deregulation and desire to have a legislation bonfire
slow response by government to head lessons learnt
lobbyist pressure to affect change
a fashion for ignoring experts
partial privatisation of the building inspection regime
fragmented supply chain
inappropriate materials or systems
lack of system thinking
a lowest cost mentality that still persists
passive fire strategies
material testing in isolation, not as a system
lack of transparency and impact knowledge of materials we specific, approve, install
ignorance of precautionary principle thinking
lack of collaborative working
failure to question – the “we can only do what the client, architect, contractor specifies’ culture
lack of understanding of building technology (cf uncompleted fire stopping)
inspections (see the Edinburgh Schools Report)
and so many more …

Grenfell should be seen as a warning for the deregulation many would like to see following Brexit. The great repeal bill is set to repeal many of the health and environment EU regulations (those that that ‘hamper uk business’ but will prevent other Grenfells).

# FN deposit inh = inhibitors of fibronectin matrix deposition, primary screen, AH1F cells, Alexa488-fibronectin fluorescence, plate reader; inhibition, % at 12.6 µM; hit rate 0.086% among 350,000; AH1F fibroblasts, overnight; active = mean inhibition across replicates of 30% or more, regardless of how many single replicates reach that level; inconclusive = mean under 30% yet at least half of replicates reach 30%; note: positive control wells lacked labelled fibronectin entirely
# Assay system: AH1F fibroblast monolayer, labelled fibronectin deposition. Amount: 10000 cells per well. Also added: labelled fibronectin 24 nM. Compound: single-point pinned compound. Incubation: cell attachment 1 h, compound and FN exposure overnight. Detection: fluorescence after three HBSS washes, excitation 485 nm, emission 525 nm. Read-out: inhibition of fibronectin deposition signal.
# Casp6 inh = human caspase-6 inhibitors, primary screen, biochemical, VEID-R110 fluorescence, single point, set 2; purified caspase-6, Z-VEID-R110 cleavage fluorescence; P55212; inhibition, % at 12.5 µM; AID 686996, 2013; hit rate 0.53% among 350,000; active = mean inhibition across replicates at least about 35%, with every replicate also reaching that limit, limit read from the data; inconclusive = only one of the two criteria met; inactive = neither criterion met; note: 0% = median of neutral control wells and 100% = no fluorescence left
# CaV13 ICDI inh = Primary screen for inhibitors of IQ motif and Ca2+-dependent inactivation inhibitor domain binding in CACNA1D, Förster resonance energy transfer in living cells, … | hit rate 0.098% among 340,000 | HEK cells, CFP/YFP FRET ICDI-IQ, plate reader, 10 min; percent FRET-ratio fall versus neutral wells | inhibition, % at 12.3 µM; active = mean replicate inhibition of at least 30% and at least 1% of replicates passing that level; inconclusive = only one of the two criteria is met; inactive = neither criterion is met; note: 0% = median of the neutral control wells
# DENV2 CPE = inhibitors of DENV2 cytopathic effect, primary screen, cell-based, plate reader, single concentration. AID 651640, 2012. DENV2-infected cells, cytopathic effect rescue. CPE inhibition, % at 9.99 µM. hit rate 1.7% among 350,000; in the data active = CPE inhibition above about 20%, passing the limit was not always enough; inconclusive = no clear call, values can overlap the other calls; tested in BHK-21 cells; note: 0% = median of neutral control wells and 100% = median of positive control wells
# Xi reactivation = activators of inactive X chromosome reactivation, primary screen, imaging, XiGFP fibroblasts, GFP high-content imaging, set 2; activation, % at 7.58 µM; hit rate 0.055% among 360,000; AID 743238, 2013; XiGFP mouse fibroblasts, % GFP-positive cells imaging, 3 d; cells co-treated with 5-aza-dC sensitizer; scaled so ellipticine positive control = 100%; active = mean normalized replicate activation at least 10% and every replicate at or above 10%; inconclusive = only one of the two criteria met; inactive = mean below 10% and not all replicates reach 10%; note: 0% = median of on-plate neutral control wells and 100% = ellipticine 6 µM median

Amongst the many causes, it has been suggested the fire may well have started from a faulty appliance. How sadly ironic that it was the perceived EU over-regulations on safe & efficient kettles and vacuums that became a cause-celeb in last years Brexit referendum. (Who are the EU to tell us how safe our kettles and vacuum cleaners should be ….?) See George Monbiot Too often safety has been sacrificed to an agenda of deregulation backed by lobbyists 

6442Moving in from the green fringe of the built environment sector, we have robust standards emerging containing material schedules built on the precautionary principle. (Here we can list the Living Building Challenge, WELL standards along with the Red List, Pharos, Declare and other lists.) Organisations and clients have their own schedules, for example Google’s Portico, British Lands Material Schedule. If such standards and red lists were adopted by the public sector, embedded into building regulations, then the cladding insulation at Grenfell would in all probability not have been permitted.

‘The precautionary principle implies that there is a social responsibility to protect the public from exposure to harm, when scientific investigation has found a plausible risk’